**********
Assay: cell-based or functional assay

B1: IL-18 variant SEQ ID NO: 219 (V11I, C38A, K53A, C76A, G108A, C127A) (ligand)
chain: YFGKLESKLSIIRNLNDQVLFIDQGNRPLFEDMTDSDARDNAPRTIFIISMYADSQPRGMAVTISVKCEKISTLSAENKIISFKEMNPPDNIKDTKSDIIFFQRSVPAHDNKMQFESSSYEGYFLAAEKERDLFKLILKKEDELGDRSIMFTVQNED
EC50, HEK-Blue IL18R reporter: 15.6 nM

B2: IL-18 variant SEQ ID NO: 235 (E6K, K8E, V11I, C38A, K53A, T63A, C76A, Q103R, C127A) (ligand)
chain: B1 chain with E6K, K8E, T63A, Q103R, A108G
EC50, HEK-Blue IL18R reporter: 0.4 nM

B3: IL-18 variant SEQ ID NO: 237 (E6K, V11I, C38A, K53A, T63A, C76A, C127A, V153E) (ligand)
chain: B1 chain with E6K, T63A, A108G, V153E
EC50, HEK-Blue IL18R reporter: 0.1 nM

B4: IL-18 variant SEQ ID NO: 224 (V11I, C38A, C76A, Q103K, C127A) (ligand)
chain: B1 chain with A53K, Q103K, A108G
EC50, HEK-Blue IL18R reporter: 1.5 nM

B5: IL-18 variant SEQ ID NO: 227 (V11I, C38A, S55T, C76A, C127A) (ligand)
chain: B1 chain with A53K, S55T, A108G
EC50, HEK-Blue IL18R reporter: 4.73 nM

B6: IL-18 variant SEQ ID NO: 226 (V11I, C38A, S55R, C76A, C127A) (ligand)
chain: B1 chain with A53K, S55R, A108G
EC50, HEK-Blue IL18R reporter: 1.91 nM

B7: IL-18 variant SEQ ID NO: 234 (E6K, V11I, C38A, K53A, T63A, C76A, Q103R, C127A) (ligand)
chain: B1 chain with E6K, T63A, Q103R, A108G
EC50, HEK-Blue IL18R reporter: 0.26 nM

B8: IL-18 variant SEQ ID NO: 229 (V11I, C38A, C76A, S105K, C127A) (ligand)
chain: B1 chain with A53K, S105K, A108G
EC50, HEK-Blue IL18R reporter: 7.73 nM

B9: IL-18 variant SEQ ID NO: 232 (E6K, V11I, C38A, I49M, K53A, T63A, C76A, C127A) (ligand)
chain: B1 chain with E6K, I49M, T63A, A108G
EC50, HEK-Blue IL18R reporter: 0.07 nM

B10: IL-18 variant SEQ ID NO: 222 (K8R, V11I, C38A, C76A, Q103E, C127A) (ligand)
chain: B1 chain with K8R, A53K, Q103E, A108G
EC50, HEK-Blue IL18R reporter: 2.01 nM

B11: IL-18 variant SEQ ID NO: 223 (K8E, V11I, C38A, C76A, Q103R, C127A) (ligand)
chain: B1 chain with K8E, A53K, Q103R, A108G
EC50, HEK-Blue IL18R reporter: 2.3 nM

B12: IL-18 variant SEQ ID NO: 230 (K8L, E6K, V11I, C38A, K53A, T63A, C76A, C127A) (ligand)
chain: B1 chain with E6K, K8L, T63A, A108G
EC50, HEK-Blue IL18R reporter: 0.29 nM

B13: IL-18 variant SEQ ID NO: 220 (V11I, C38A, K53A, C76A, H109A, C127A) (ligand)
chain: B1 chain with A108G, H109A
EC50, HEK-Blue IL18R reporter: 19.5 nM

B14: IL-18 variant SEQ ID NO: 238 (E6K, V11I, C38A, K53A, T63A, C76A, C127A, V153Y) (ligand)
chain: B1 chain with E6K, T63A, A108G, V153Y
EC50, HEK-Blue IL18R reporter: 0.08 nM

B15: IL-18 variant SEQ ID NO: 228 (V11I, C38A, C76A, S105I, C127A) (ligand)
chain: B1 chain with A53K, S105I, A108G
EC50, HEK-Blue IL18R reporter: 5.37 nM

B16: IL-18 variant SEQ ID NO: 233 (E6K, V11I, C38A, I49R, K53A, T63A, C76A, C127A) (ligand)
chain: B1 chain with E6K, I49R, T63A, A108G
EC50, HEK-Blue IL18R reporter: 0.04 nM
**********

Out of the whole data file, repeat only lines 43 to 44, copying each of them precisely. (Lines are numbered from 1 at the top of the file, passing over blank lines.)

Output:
EC50, HEK-Blue IL18R reporter: 0.08 nM

B15: IL-18 variant SEQ ID NO: 228 (V11I, C38A, C76A, S105I, C127A) (ligand)